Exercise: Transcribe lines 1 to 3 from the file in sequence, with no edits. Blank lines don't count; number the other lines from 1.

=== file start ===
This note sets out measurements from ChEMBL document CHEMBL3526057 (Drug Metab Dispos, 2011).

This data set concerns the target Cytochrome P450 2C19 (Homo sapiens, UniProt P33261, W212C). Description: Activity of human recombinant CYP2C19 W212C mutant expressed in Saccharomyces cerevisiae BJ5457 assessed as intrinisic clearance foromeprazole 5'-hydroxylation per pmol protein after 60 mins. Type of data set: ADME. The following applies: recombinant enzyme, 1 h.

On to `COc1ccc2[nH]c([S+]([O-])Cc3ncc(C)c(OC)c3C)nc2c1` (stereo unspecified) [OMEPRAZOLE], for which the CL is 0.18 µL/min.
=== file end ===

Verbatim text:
This note sets out measurements from ChEMBL document CHEMBL3526057 (Drug Metab Dispos, 2011).

This data set concerns the target Cytochrome P450 2C19 (Homo sapiens, UniProt P33261, W212C). Description: Activity of human recombinant CYP2C19 W212C mutant expressed in Saccharomyces cerevisiae BJ5457 assessed as intrinisic clearance foromeprazole 5'-hydroxylation per pmol protein after 60 mins. Type of data set: ADME. The following applies: recombinant enzyme, 1 h.

On to `COc1ccc2[nH]c([S+]([O-])Cc3ncc(C)c(OC)c3C)nc2c1` (stereo unspecified) [OMEPRAZOLE], for which the CL is 0.18 µL/min.